Furthermore, the use of laboratory experiments means that the findings and conclusions drawn on conformity can be replicated. This is because an IV, the majority opinion, is manipulated to see its effect on the DV, which is the percentage of participants willing to conform. Also, extraneous variables were strictly controlled, and the controlled environment has allowed others like Smith and Bond to replicate to research and produce similar results. Therefore, a cause and effect conclusion can be drawn due to the variables being controlled, and the replications strengthen support for the original findings into conformity.

However, the use of laboratory experiments can be criticised for producing findings that lack external validity. This is because the research into conformity took place in an artificial and controlled environment and therefore didn't produce results that would be reflective of conformity in real life. This means that the findings drawn on conformity are situation specific and not representative of conformity in real life situations.

Also, Orne criticised laboratory experiments for producing demand characteristics. It is possible that the participants guessed the aims of the experiment, or received cues as to the type of behaviour that was desired from them, and so changed their behaviour which would have ultimately flawed the effects of a majority opinion have an effect on conformity levels.

Perrin and Spencer described Asch’s study as a ‘child of it’s time’ because they used the same procedure but with British students, and found that there was only 1 out of 386 trials that conformed. This casts the doubt on the validity of Asch’s study, suggesting that it may be historically/culturally biased. Asch’s findings and conclusions drawn about conformity could just be situation specific to a 1950s America, where independence was not encouraged.

Perrin and Spencer carried out a sub sequent study that found similar results to Asch when the costs of non conformity were high. Youths on probation were used as participants and probation officers were used as confederates. The study was in line with the context of Asch’s and provides valuable insights that when the costs of independence are high, people will publically conform.

A meta-analysis by Smith and Bond from 1952 to 1994 used the same or similar procedure to Asch’s. Individualistic and Collectivist cultures were tested along with their conformity levels. Smith and Bond found that the collectivist culture had a higher level of conformity than the individualistic culture, and also found that conformity levels had declined steadily since Asch’s original study in the 1950s. Despite the differences, some of Asch’s variations are in line with the findings of the meta analysis, such as higher conformity levels with females, and with larger majority sizes. This shows that conformity is not a stable tendency, but is unpredictable and influenced by many external factors.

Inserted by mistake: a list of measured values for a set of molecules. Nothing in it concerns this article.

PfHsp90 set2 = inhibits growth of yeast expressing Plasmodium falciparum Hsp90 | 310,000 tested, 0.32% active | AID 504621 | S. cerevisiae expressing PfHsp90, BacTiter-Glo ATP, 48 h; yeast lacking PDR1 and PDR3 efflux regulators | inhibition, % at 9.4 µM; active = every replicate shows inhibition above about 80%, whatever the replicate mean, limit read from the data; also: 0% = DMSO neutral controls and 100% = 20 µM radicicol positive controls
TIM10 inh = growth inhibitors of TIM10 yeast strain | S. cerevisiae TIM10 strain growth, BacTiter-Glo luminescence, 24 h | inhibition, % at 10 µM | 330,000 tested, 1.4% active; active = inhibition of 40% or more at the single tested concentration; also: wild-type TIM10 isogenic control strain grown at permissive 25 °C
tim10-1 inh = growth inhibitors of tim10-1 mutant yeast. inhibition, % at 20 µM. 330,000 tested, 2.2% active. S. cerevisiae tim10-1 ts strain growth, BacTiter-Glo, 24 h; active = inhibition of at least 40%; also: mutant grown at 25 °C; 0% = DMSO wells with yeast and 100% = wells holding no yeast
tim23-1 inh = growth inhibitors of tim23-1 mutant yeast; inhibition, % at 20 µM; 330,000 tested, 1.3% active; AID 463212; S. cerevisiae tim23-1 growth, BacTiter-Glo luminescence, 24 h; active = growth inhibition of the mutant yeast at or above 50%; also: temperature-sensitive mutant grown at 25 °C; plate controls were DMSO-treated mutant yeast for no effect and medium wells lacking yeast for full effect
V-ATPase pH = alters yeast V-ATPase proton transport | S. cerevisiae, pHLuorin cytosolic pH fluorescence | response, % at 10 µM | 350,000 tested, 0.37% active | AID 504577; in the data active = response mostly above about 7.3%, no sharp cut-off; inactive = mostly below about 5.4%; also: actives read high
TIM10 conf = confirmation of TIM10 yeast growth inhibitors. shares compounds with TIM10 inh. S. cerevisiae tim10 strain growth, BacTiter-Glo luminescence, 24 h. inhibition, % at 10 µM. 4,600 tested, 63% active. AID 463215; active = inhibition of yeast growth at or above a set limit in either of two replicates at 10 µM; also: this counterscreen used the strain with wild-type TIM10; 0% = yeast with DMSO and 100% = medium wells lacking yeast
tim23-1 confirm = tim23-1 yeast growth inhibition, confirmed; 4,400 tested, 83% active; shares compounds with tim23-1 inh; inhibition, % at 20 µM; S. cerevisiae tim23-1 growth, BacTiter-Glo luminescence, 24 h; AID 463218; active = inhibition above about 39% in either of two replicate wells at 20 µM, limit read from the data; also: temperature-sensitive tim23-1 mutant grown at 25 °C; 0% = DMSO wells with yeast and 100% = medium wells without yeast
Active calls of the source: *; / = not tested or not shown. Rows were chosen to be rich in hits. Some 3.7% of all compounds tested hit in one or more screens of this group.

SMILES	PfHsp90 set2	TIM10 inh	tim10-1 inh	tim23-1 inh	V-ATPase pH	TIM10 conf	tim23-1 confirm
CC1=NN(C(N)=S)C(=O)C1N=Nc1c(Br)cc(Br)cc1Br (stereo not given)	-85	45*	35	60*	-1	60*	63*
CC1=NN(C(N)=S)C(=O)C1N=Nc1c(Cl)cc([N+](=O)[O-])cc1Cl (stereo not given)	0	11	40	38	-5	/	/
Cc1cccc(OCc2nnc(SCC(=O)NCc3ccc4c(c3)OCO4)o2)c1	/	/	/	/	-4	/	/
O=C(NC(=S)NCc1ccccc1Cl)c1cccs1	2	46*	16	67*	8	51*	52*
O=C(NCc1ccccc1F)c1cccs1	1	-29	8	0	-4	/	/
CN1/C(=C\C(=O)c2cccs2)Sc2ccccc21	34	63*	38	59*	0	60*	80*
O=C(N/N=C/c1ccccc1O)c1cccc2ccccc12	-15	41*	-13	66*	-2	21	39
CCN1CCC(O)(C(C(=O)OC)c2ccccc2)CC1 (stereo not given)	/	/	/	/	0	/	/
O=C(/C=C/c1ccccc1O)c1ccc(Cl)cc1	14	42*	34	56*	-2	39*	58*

Asch made a number of variations to his study, which showed that many factors affect the influence of majority on a person and the pressure to conform. For example, the size of the majority increased the conformity levels, and the presence of an authority figure decreased the conformity levels.
It is clear that majority groups do have a significant effect on behaviour, but there are also many other factors and so no firm conclusions can be drawn.

This student written piece of work is one of many that can be found in our AS and A Level Social Psychology section.


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Response to the question

This is an excellent coursework. It covers everything required with regards to the psychology of conformity, normative social influence and the study on said phenomena by Asch. The candidate also concerns a n umber of other studies and theories which ...

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Response to the question

This is an excellent coursework. It covers everything required with regards to the psychology of conformity, normative social influence and the study on said phenomena by Asch. The candidate also concerns a n umber of other studies and theories which only fortifies there answer as it shows the examiner the candidate possesses the ability to qualify their ideas with empirical evidence. The study by Asch is not an easy one to explain, but this candidate shows a clear and accurate knowledge of the study, correctly identifying the aim, the procedure, the methodology and the results. Perhaps a more professionally-worded explanation of the laboratory-controlled conditions and the low mundane realism of the lab experiment could be added to improve this section, but nonetheless everything is accurate and well-presented.

Level of analysis

The Level of Analysis is perfect - just the right amount is present, A good, strong pair of strengths, which are nicely balanced with similarly strong weaknesses. The candidate explains the strength/weakness well, outlining the positive/negative effects on the results of the studies, and then citing the study that said evaluative point features. It's written very succinctly and flows well from point to point. I recommend anyone struggling with effective psychology evaluation to read this candidate's work.

Quality of writing

The Quality of Written Communication is excellent. From both an English and Psychology perspective, their are no causes for concern with regard to use of appropriate grammar, correct spelling and accurate use of punctuation. The candidate also very proficiently uses a number of psychology-related terminology - an excellent way to show the examiner that you are comfortable to express your ideas about psychology using the language of the professionals.